Aircraft Interiors Expo x PAX Tech: Cabin Interiors Trends

Aircraft Interiors Expo x PAX Tech: Cabin Interiors Trends

In association with PAX Tech Magazine, Aircraft Interiors Expo (AIX) hosted a roundtable discussion with industry leaders in the lead-up to the 2023 event to examine notable cabin interior trends, and explore how suppliers, through their work with brands and airlines, are continuing to revolutionise the cabin environment.

While the pandemic has had a lasting effect on airline maintenance, repair, and overhaul (MRO) budgets, with forecasts suggesting a 39% decline in MRO revenues across the industry, cabin interior refreshments are on the rise.

Demands for improved in-flight connectivity and passenger comfort continue to spark new interior trends, while the focus on creating lightweight, efficient, comfortable and sustainable solutions continues to challenge designers and manufacturers.

Discussing the notable cabin interior trends emerging in the industry, Karyn McAlphin, Design Director, SEKISUI KYDEX; Beth de Young, VP Business Development, Aircraft Interiors, Safran; Sama Wain, Account Manager, Sabeti Wain Aerospace; and Carsten Laufs, SVP Product Innovation and Digitalisation, Diehl Aviation joined Alex Preston, Senior Editor at PAX Tech magazine to look to the future, discussing the challenges of responding to expectations in respect to cleanability and connectivity, and how sustainability is continuing to drive change.

Mirroring recent outlook reports on the state of the industry, all participants shared their optimism for the future of the interiors market. “It’s very exciting right now because after the pandemic, the market is kicking in again and we are seeing a lot of very, very good discussions on the future of cabin interiors, regarding cleanability, sustainability, and all those interesting issues,” explained Carsten Laufs, SVP Product Innovation and Digitalisation, Diehl Aviation.

Alex Preston, Senior Editor at PAX Tech Magazine
Alex Preston, Senior Editor at PAX Tech Magazine

He continued, “connectivity is one of the most important trends. And, we see airlines coming back and asking questions, starting upgrade solutions packages. So, there is a lot of movement.”

Beth de Young, VP Business Development, Aircraft Interiors, Safran, agreed: “It really is exciting and it’s changing on so many different fronts that it’s a wonderful time to be in the industry. I think Carsten hit it when he said that sustainability and digitalisation are big.

Passenger comfort is important too. And while, during the pandemic, there was a tremendous amount of research on cleanliness in the cabin, there are a few items that have stayed, and we will expect to see them in the future. But fundamentally, the building blocks of the interior are changing and it’s a great time to be in the aircraft interior business.”

Reflecting on the challenges presented by the pandemic, Sama Wain, Account Manager at Sabeti Wain Aerospace, agreed that despite it being a difficult couple of years for the industry, the general trend was “onwards and upwards”. While Karyn McAlphin, Design Director at SEKISUI KYDEX, said it was “thrilling to see what’s going on the industry right now”, suggesting that the evolving interest in sustainability, was leading to “exciting times ahead.”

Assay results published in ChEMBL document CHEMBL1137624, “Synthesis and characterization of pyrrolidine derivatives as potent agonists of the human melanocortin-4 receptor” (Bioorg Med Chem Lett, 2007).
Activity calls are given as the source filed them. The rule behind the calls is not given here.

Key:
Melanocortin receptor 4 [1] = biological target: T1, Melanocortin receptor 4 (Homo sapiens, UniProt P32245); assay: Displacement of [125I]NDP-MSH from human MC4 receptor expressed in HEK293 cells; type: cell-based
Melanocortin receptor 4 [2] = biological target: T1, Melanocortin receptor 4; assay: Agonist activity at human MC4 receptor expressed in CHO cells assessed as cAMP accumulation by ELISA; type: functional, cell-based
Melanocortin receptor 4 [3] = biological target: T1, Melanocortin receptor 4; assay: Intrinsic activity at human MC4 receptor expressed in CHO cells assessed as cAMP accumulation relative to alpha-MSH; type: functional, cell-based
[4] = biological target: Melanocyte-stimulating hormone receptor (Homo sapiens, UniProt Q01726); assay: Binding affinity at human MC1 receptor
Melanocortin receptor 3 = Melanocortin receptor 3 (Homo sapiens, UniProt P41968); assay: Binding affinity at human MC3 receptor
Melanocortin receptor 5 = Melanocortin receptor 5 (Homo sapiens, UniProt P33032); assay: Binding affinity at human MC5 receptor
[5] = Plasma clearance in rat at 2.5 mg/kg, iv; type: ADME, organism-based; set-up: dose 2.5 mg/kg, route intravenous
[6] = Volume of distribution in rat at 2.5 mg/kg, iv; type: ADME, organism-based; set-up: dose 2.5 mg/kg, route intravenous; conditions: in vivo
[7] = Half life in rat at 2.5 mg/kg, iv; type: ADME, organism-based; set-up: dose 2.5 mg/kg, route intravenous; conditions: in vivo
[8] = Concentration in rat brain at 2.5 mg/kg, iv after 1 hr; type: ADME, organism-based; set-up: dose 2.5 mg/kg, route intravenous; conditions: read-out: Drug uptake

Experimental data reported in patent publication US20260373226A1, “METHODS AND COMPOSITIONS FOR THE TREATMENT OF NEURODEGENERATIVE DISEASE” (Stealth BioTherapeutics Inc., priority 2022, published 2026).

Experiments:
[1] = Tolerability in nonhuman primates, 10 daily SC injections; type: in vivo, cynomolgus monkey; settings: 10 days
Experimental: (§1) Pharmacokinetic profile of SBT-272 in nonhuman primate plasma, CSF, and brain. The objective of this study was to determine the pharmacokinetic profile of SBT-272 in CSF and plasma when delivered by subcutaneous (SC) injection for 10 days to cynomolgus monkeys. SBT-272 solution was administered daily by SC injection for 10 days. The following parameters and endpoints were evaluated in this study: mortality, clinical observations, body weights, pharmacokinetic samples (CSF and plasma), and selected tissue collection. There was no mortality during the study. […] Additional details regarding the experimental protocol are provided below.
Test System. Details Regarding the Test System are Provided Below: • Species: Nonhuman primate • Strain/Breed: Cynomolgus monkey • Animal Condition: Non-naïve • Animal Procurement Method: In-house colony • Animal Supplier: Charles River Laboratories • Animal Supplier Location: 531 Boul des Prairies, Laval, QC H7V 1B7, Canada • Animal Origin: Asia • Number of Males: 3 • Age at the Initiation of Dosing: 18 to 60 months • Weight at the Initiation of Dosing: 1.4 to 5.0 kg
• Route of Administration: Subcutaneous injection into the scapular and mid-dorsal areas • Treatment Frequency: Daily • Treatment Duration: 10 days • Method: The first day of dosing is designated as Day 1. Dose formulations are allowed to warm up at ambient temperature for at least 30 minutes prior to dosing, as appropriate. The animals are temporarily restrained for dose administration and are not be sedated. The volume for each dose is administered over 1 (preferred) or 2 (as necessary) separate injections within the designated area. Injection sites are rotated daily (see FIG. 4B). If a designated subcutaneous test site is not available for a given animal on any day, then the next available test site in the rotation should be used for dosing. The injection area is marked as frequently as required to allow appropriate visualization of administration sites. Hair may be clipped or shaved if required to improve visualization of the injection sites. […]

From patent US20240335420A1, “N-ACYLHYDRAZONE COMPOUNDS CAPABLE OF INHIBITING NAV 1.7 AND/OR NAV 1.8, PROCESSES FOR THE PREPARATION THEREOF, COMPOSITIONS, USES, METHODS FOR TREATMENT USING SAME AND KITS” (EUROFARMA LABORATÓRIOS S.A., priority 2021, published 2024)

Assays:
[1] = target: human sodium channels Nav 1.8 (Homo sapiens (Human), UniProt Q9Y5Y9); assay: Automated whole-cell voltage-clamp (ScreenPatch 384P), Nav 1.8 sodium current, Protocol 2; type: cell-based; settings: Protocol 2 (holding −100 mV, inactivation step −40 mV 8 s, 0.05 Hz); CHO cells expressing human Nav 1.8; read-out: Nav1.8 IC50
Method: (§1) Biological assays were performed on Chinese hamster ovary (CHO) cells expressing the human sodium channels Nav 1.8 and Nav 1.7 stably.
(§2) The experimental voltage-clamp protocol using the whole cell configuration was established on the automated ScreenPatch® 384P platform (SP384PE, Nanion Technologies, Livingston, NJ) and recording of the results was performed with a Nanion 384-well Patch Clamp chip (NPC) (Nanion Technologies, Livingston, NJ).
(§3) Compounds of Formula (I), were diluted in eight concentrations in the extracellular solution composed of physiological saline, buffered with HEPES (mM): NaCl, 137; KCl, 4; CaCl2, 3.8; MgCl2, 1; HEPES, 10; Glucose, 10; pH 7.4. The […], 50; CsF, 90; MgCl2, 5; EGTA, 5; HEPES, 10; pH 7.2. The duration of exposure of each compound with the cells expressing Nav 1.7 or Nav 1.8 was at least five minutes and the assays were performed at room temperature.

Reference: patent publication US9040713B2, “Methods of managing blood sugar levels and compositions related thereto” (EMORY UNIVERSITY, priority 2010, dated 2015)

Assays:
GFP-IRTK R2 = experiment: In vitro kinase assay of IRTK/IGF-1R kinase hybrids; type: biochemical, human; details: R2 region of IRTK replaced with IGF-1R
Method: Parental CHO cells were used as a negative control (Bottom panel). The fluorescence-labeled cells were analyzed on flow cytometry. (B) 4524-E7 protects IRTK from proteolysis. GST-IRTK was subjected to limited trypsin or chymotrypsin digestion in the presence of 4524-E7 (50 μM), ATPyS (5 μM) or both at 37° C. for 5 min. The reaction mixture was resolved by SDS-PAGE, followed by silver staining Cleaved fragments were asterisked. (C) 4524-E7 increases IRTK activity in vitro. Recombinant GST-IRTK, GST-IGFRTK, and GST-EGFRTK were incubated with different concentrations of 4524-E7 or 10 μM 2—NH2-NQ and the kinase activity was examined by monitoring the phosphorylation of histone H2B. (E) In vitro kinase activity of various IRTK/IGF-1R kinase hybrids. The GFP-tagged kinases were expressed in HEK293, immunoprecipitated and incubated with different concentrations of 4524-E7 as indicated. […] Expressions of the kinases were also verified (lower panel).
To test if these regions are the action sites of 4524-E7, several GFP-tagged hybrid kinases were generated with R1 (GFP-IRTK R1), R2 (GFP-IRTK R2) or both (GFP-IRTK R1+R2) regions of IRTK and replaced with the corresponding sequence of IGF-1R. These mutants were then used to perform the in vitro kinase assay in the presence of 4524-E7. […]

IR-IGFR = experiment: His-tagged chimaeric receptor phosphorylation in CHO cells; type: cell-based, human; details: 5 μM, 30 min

Embedded technologies put smart cabins on course

In response to the pandemic, airlines were quick to explore new materials for aircraft seating to enhance cleanability and cabin hygiene. It left cabin interior suppliers racing to embrace antimicrobial technologies, putting many on a steep learning curve to meet airline expectations. “One of the most interesting things we learned (during the pandemic) was that there is a lot available in terms of antimicrobial materials, and other ways of making clean surfaces, but it’s not enough,” said Beth.

She continued: “You also must have the appearance, durability, and flexibility in terms of branding, along with a range of other requirements. So certainly, incorporating these types of technology into the product moving forward makes sense, as long as you can meet the other demands of the market.”

Karyn concurred that there was tremendous interest in antimicrobial protection early on in the pandemic and that at SEKISUI KYDEX, lots of samples were put forward for testing: “It’s been very interesting to see the transition to an interest in cleanability. We’ve been supporting our partners by providing details about how our material holds up to these aggressive cleaners that have been used throughout the pandemic.

, Karyn McAlphin, Design Director, SEKISUI KYDEX
Karyn McAlphin, Design Director, SEKISUI KYDEX

And now it really has transitioned, I think, for airlines to support the whole antimicrobial topic. They really needed to focus on their marketing and communications to customers. And there haven’t been many airlines that have been willing to take that on, quite honestly. It has been more about the cleaning and how you’re going to maintain it. And Beth made a very good point. It’s about durability and aesthetics, maintaining the finish.”

Perception and educating passengers are key considerations for airlines according to the panel. Karyn explained: “I think about everyone’s laptops, about how it has that little badge that says Intel inside. Unless you wanted to put something similar on your passenger tray tables, for example, no one would know that it was an antimicrobial material. Airlines don’t have in-flight magazines onboard any longer, so you really can’t communicate to passengers with a message from the president about this amazing technology that is keeping the aircraft clean.”